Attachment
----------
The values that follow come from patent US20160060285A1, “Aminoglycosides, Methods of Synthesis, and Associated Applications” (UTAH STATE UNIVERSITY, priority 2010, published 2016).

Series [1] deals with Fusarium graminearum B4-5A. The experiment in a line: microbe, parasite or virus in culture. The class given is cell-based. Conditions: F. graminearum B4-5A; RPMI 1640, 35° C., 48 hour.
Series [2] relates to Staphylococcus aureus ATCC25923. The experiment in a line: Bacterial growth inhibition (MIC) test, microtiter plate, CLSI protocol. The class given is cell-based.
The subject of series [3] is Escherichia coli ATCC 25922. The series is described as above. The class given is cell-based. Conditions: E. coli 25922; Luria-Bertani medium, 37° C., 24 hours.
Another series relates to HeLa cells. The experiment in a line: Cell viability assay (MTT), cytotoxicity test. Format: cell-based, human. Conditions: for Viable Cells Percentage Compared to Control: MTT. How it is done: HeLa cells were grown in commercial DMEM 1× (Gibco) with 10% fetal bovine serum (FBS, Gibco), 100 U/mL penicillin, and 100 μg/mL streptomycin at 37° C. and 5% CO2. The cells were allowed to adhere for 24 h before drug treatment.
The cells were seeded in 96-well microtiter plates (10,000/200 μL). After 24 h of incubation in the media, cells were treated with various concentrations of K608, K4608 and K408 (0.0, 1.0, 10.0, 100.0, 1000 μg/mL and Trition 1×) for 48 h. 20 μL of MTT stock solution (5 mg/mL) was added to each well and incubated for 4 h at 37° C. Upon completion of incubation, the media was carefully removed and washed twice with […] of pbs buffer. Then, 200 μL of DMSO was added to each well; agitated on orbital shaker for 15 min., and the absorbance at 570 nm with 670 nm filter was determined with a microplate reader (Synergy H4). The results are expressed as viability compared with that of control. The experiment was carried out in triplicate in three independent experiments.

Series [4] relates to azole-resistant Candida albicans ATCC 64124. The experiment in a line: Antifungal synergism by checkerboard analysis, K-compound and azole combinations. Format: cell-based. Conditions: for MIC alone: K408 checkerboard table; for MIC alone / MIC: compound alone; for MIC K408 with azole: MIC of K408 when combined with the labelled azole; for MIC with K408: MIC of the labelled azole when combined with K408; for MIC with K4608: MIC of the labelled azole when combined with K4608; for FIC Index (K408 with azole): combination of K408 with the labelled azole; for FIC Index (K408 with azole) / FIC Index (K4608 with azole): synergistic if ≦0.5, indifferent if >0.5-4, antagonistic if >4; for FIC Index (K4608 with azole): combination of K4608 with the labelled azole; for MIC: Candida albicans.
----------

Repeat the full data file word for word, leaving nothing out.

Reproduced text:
The values that follow come from patent US20160060285A1, “Aminoglycosides, Methods of Synthesis, and Associated Applications” (UTAH STATE UNIVERSITY, priority 2010, published 2016).

Series [1] deals with Fusarium graminearum B4-5A. The experiment in a line: microbe, parasite or virus in culture. The class given is cell-based. Conditions: F. graminearum B4-5A; RPMI 1640, 35° C., 48 hour.
Series [2] relates to Staphylococcus aureus ATCC25923. The experiment in a line: Bacterial growth inhibition (MIC) test, microtiter plate, CLSI protocol. The class given is cell-based.
The subject of series [3] is Escherichia coli ATCC 25922. The series is described as above. The class given is cell-based. Conditions: E. coli 25922; Luria-Bertani medium, 37° C., 24 hours.
Another series relates to HeLa cells. The experiment in a line: Cell viability assay (MTT), cytotoxicity test. Format: cell-based, human. Conditions: for Viable Cells Percentage Compared to Control: MTT. How it is done: HeLa cells were grown in commercial DMEM 1× (Gibco) with 10% fetal bovine serum (FBS, Gibco), 100 U/mL penicillin, and 100 μg/mL streptomycin at 37° C. and 5% CO2. The cells were allowed to adhere for 24 h before drug treatment.
The cells were seeded in 96-well microtiter plates (10,000/200 μL). After 24 h of incubation in the media, cells were treated with various concentrations of K608, K4608 and K408 (0.0, 1.0, 10.0, 100.0, 1000 μg/mL and Trition 1×) for 48 h. 20 μL of MTT stock solution (5 mg/mL) was added to each well and incubated for 4 h at 37° C. Upon completion of incubation, the media was carefully removed and washed twice with […] of pbs buffer. Then, 200 μL of DMSO was added to each well; agitated on orbital shaker for 15 min., and the absorbance at 570 nm with 670 nm filter was determined with a microplate reader (Synergy H4). The results are expressed as viability compared with that of control. The experiment was carried out in triplicate in three independent experiments.

Series [4] relates to azole-resistant Candida albicans ATCC 64124. The experiment in a line: Antifungal synergism by checkerboard analysis, K-compound and azole combinations. Format: cell-based. Conditions: for MIC alone: K408 checkerboard table; for MIC alone / MIC: compound alone; for MIC K408 with azole: MIC of K408 when combined with the labelled azole; for MIC with K408: MIC of the labelled azole when combined with K408; for MIC with K4608: MIC of the labelled azole when combined with K4608; for FIC Index (K408 with azole): combination of K408 with the labelled azole; for FIC Index (K408 with azole) / FIC Index (K4608 with azole): synergistic if ≦0.5, indifferent if >0.5-4, antagonistic if >4; for FIC Index (K4608 with azole): combination of K4608 with the labelled azole; for MIC: Candida albicans.